GREENE: But the actor actually has never loved the spotlight. He doesn't care about the glamour of being a celebrity, drives an old station - including to our studio - no house in the Hollywood Hills.
GALIFIANAKIS: No, I don't have a house. I live underneath the Santa Monica Pier.
GALIFIANAKIS: The Hollywood lifestyle and me don't get along.
GREENE: What part of it doesn't feel right to you?
GALIFIANAKIS: All of it.
GREENE: OK (laughter).
And this might be why Zach Galifianakis is so perfect for the role of Chip Baskets. Yep, that's his character's name on the FX show "Baskets." It's this dark comedy about misfits. He plays a clown, who once trained in Paris, who interviews for a job at a rodeo in Bakersfield, Calif.
(SOUNDBITE OF TV SHOW, "BASKETS")
ERNEST ADAMS: (As Eddie) Well, OK. Well, what's your clown name?
GALIFIANAKIS: (As Chip Baskets) My clown name is Renoir.
ADAMS: (As Eddie) What?
GALIFIANAKIS: (As Chip Baskets) Renoir.
ADAMS: (As Eddie) Can't have no clown here named Renoir. You're Baskets - Baskets the Clown. You know how many of you clowns end up in a basket? That's the most perfect clown name I ever heard.
GREENE: Chip Baskets is unaware, self-absorbed and often really mean to his mom. Oh - and that's an important quirk of this show, too. Mom is played by stand-up comedian Louie Anderson. Yup, a man. It's not a gag. He just plays Baskets' mom really, really well.
Now, Galifianakis co-created this show with comedian Louis C.K. after a sudden moment of inspiration.
GALIFIANAKIS: I was giving myself a foot massage and rodeo clown popped in my head.
GREENE: You were seriously giving yourself a foot massage?
GALIFIANAKIS: I remember my foot being rubbed.
GALIFIANAKIS: I don't know who was doing it.
GREENE: I mean, I wouldn't let just anyone rub my feet. I mean...
GALIFIANAKIS: Oh, I'll go up to strangers at a food and ask them.
GALIFIANAKIS: Excuse me, I got to get off my feet.
And rodeo clown popped in my head, and that was enough to kind of build the show out from that character. And the reason Louie Anderson is on the show is - well, because he's Louie Anderson - but the voice is what I was trying to cast. I kept explaining to Louis C.K. that it's a voice, it's a voice. And then he just said, you mean like Louie Anderson's voice?
GREENE: You were doing sort of an impersonation of who you imagined...
GALIFIANAKIS: (Using affected voice) I was saying - I was kind of doing this. And I was saying, well, I just want it to be a little grinding.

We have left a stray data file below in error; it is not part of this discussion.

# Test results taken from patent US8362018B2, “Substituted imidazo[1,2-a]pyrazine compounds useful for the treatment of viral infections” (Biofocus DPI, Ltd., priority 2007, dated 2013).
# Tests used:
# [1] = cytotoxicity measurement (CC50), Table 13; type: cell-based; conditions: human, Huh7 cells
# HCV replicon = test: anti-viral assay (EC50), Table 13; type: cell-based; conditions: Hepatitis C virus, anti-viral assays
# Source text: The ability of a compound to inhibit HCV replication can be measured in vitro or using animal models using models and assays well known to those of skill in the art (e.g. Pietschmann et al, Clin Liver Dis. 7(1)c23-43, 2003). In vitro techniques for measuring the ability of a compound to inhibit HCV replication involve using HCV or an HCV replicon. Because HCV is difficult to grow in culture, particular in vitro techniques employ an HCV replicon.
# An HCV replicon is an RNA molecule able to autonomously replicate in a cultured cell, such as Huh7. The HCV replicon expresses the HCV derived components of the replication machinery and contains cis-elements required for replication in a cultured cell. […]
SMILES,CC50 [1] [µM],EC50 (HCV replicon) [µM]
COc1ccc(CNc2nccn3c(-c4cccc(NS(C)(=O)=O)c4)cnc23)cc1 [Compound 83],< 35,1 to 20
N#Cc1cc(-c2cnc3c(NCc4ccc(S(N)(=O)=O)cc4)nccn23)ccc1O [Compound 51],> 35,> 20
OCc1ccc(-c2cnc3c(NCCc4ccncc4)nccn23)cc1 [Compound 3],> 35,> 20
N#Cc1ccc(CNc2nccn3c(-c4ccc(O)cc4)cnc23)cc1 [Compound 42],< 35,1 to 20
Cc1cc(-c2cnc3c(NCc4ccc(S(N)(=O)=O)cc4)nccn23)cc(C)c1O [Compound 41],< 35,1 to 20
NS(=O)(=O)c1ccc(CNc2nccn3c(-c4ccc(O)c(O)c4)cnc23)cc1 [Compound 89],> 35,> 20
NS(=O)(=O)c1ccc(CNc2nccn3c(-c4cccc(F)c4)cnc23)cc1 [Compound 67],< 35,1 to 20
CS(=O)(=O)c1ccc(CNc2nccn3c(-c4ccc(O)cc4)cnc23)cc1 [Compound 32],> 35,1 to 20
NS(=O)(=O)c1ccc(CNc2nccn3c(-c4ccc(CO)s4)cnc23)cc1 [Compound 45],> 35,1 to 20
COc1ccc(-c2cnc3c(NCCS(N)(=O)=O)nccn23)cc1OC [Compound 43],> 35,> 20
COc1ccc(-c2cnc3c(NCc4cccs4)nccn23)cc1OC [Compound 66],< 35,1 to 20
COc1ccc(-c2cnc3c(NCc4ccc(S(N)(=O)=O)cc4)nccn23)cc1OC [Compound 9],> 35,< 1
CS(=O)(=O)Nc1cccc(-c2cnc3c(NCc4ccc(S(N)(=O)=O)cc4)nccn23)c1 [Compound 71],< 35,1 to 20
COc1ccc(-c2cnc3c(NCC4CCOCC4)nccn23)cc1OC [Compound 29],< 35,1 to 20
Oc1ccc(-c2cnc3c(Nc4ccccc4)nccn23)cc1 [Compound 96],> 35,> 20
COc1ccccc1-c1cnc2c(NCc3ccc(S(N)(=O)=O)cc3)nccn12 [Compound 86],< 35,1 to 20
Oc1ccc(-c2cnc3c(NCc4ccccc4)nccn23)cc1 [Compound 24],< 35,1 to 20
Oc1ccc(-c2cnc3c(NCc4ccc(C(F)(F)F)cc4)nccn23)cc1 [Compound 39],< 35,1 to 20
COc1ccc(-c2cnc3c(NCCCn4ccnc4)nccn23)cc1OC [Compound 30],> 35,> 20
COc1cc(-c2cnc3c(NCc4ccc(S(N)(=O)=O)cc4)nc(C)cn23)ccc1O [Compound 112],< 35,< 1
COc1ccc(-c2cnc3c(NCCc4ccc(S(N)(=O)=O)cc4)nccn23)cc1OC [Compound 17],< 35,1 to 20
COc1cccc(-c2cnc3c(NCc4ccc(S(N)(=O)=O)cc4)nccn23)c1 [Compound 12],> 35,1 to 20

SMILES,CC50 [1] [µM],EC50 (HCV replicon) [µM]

GALIFIANAKIS: And he said, you mean like Louie Anderson's voice? Then I said yes.
(SOUNDBITE OF TV SHOW, "BASKETS")
LOUIE ANDERSON: (As Mrs. Baskets) Anyway...
GALIFIANAKIS: (As Chip Baskets) Can I...
ANDERSON: (As Mrs. Baskets) I just want Chip to be happy. That's all I've ever wanted. So he wanted to go to clown college - I said OK. Do you know how much that school was in Paris? I paid in euros, so I don't know exactly how much it was. But there were a lot of euros on that check.
GREENE: Does that speak to him? Does it say something about Louie Anderson (laughter)?
GALIFIANAKIS: Well, I think comics, in general, are risk-takers. We come with a thick skin. So - and I was even told that - why would you cast somebody that doesn't have that much acting experience? It was just a gut feeling that we had - to get lucky with.
GALIFIANAKIS: And he's won a trophy for it.
GREENE: Yeah - Emmy Award for Louie Anderson. You're on to your second season. What's making this show work?
GALIFIANAKIS: Is it working?
GREENE: Seems to be doing something.
GALIFIANAKIS: You know, if it hasn't been done too many times, I'm attracted to that. I don't know if I've seen a show that's so strangely weird and dramatic at times. I want complication. You know, I see these TV shows where everybody kind of speaks very fluidly. And everybody kind of looks the same and, you know, mostly good-looking people - and we didn't want to do that with this show. We wanted to kind of represent people that aren't necessarily represented on TV. It's just a weird mix, and I think that's why it works. It's just a weird mix.